The reason is that in off hand you are trying to time the figure 8 motion.
With a little extra weight it can subdue that figure 8. But the weight of each can is different and can have a different impact. But typically the can adds weight to the front and moves the center of ballance forward.
One of the best drills for increasing stability is to add a couple of pounds to the front barrel. Practice aiming and dry fire with that weight on the end, if you do it the day of or before you have a shoot you will notice that you are a lot more stable.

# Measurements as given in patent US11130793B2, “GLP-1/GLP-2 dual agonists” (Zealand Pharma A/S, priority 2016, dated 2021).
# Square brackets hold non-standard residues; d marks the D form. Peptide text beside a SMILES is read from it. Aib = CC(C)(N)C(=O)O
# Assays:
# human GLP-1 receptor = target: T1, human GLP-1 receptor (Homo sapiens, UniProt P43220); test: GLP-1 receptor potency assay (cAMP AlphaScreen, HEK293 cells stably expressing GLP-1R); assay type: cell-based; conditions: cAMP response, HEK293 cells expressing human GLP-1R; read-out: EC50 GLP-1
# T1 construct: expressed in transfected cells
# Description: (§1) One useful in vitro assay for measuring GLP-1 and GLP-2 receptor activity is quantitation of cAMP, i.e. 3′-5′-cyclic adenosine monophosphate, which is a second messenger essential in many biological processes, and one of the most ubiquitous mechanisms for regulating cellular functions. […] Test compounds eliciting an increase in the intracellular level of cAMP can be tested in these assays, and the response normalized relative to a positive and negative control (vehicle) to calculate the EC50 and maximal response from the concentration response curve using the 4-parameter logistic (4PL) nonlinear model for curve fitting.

Typically speaking, and this varies by suppressor.
But typically, a shorter, thicker barrel will have less POI shift. Anything that has LESS barrel whip on firing.
Two barrels at 24"...one a sporter, one a heavy varmint...it's typical for the heavy contour to have less POI shift.
Two barrels with a heavy varmint contour...one at 26 and the other at 20...it's typical for the shorter to have less POI shift.
That shift isn't a big deal for most shooters, because there are very few reasons to ever shoot UNsuppressed ever again, once you have one.